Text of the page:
In the middle of summer, the heat is naturally on, but so is the barbecue-ing, the backyard smoking, and, one hopes, the sitting on the porch/picnic table/deck/backyard, consuming the edibles of the labors that have happened over the flames. Yummy, right? But not as yummy without the right drink to have not only with the consuming, but also afterwards, as you and your stomach are mellowing down. There are many worthy options for this summertime moment, but I’d like to throw another in the mix, one called At Once to Ashes, which I created. Really! See, a pal of mine (I am lucky in pals) gifted me some small bottles of smoked simple syrup recently, and while that sounds like she must have used magic to create it, she assures me it was not spells. Now, I don’t know how she (non-magically) made it, but do know it sure is delicious. I can’t ask her if you want? The syrup’s smoky-sweetness is crying out (listen, you’ll hear it) to be had after smoky eating, and also, I believe, crying out to be had with another smoky-ish, earth-y-ish favorite: mezcal. Which is what I’ve done here – I wouldn’t ignore the simple syrup, would I? No! But I wouldn’t stop there, either. I’ve also added Grandeza, a lush orange liqueur made here in WA. Its orange flavor really pops, and it also adds another sidge of sweet, too. You can sub another orange liqueur if you’d like, but Don Ho will not sing of it. But it’ll still taste good! I wanted to balance the sweetness a bit, and also wanted to add a few herbal notes, and a hint of a hot spice kick, so our final ingredients here are Scrappy’s Orange bitters, and Scrappy’s Firewater tincture. If you like heat (habanero heat), then Firewater better be on your radar pals, cause it brings it. End result: At Once to Ashes is smoky-spice-citrus-sweet loveliness in a glass. Enjoy!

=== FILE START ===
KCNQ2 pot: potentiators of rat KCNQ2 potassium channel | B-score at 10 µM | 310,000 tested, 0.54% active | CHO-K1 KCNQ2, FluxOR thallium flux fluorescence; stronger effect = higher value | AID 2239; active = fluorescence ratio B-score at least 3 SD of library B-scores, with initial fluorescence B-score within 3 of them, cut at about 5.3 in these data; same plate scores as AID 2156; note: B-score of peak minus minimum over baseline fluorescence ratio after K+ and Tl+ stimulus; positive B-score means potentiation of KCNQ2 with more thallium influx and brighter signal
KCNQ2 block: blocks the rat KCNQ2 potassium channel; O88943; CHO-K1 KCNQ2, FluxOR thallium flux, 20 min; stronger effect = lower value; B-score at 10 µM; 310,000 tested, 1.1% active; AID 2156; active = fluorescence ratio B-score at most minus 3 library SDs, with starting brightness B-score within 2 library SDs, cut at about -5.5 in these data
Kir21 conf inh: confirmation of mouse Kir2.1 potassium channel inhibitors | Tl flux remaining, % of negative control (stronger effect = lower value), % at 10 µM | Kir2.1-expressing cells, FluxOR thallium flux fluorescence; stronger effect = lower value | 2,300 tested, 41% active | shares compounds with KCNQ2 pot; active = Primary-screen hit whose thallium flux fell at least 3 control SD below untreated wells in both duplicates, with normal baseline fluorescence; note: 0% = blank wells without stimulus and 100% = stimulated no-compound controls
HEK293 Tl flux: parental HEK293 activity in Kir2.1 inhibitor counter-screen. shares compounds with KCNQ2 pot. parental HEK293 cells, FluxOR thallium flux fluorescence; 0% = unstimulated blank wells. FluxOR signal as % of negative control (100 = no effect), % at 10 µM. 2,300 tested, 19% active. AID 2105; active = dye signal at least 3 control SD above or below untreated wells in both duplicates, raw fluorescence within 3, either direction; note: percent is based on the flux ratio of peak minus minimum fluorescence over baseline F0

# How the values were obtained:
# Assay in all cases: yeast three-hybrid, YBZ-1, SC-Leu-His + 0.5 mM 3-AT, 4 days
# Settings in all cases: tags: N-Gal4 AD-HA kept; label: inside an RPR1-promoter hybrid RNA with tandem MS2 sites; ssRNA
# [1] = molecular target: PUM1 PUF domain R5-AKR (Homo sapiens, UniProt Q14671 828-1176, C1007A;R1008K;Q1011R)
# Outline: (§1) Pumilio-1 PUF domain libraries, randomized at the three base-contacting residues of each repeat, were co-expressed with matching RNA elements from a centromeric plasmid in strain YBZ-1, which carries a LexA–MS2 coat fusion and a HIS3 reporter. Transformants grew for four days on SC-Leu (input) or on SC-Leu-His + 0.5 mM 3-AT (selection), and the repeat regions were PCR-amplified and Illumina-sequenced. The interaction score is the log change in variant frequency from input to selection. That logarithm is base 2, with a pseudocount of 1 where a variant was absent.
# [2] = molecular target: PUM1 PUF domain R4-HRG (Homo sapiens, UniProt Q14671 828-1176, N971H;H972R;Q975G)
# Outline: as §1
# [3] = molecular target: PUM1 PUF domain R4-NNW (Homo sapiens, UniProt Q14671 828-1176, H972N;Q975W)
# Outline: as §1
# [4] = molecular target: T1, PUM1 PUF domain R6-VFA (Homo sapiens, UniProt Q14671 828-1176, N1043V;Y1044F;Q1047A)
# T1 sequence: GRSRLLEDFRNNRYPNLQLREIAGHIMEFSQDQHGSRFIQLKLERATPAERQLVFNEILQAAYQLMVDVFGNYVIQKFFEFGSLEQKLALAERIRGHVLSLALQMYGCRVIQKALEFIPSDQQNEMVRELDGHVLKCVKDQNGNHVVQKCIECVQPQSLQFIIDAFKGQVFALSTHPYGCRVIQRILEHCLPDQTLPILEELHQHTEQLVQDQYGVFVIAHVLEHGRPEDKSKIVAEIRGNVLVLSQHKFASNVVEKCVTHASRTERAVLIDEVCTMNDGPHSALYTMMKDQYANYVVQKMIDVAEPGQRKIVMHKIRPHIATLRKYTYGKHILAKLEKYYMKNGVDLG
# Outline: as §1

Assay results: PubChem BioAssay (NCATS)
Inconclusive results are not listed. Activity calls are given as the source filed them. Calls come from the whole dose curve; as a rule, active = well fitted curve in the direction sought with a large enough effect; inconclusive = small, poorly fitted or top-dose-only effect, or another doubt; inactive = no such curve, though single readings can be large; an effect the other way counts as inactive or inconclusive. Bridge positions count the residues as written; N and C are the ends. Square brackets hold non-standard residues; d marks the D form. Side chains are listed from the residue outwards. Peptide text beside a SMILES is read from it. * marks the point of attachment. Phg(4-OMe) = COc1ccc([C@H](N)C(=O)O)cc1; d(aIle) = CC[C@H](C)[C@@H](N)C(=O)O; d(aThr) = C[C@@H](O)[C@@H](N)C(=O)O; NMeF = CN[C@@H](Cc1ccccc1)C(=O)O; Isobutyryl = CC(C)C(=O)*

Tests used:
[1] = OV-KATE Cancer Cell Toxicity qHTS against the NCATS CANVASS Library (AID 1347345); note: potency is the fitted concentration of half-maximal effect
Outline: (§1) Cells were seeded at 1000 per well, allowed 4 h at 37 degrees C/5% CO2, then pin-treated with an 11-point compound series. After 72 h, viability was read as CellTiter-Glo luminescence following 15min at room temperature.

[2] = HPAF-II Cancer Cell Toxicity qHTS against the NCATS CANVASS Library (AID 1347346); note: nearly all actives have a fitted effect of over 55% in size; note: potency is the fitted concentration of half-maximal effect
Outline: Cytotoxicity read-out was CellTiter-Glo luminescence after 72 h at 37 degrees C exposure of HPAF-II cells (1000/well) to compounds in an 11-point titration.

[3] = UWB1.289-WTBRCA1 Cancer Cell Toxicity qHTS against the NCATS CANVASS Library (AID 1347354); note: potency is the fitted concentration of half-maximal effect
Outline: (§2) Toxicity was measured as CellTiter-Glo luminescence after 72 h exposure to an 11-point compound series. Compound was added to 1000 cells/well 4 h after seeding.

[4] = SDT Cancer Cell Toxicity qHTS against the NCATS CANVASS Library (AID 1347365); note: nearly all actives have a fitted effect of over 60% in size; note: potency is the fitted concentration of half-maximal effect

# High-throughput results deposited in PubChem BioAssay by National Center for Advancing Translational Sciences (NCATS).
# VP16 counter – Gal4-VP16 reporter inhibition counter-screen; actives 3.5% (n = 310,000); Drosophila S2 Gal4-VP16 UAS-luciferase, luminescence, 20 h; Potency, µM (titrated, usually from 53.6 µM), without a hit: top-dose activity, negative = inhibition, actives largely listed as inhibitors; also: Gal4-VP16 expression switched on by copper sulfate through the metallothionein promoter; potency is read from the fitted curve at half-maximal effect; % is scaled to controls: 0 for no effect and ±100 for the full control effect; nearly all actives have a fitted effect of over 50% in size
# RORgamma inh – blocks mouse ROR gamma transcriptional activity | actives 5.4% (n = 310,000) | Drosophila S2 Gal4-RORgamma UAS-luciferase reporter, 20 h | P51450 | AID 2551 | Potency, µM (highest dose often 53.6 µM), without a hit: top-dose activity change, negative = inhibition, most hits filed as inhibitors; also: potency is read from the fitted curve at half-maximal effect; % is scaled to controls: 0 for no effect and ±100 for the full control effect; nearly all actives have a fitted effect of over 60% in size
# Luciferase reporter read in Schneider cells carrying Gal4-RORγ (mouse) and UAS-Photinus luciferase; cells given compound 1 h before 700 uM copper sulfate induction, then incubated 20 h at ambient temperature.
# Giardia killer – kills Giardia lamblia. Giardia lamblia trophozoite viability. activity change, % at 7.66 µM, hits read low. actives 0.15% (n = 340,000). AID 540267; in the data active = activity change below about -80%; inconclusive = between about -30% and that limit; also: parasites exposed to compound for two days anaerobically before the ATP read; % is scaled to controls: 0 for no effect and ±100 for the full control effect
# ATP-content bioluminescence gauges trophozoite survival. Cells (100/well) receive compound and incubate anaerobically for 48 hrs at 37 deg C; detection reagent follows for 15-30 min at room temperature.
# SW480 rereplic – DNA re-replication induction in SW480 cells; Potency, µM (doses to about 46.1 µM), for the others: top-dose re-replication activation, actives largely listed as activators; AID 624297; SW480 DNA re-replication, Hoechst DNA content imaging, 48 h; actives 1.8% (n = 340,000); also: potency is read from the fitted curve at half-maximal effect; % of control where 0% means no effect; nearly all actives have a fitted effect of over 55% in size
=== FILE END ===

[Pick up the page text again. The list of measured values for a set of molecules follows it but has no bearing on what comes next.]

At-Once-To-Ashes

At Once to Ashes

 

Ice cubes

2 ounces mezcal

1/2 ounce smoked simple syrup

1/2 ounce Grandeza

Dash Scrappy’s Orange bitters

Dash Scrappy’s Firewater tincture

Big ice cube (or a few good-sized ice cubes)

Cherry, for garnish

 

1. Fill a mixing glass or cocktail shaker halfway full with ice cubes. Add the liquids. Shake well.